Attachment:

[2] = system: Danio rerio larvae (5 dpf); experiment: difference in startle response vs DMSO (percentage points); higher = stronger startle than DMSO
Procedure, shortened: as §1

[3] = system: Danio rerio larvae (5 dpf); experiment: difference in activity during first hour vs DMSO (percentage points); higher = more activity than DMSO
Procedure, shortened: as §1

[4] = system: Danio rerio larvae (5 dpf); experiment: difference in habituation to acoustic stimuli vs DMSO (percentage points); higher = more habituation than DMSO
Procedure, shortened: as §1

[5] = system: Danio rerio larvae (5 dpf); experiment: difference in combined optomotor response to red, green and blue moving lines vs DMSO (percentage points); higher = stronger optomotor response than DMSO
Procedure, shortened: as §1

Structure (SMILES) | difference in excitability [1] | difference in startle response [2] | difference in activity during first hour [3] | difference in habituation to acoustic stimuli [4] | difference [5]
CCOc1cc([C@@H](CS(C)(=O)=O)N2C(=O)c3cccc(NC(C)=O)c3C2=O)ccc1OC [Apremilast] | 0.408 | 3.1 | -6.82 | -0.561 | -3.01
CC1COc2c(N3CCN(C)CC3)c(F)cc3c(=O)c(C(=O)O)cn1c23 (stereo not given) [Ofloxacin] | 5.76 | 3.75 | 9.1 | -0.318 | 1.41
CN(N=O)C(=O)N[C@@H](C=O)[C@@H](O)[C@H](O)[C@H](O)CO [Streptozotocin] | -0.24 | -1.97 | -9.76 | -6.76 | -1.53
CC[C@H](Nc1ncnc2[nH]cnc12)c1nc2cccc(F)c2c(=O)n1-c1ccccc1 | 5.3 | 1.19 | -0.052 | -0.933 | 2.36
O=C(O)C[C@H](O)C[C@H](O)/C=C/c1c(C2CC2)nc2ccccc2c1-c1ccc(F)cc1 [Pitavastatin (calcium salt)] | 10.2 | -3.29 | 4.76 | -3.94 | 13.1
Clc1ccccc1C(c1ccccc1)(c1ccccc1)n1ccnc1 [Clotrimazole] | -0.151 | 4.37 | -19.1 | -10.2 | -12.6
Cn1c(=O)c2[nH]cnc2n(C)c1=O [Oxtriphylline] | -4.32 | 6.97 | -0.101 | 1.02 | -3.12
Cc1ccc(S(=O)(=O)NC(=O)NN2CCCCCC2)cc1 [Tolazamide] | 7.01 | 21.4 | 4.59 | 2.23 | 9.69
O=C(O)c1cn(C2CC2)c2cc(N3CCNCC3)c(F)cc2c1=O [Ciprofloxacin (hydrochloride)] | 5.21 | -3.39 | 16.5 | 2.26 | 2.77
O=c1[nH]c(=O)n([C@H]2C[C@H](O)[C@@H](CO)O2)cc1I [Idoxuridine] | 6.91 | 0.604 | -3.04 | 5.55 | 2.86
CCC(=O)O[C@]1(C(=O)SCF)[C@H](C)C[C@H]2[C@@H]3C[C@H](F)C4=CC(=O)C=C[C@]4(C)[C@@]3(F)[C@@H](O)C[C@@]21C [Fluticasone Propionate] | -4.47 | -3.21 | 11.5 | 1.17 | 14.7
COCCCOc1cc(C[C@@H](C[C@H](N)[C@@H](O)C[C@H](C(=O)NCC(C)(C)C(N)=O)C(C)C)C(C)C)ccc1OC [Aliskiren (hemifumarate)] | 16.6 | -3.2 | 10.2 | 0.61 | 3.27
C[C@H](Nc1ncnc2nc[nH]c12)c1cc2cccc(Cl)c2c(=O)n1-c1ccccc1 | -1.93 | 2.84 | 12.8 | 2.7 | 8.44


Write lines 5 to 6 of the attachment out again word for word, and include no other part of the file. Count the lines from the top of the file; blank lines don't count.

[4] = system: Danio rerio larvae (5 dpf); experiment: difference in habituation to acoustic stimuli vs DMSO (percentage points); higher = more habituation than DMSO
Procedure, shortened: as §1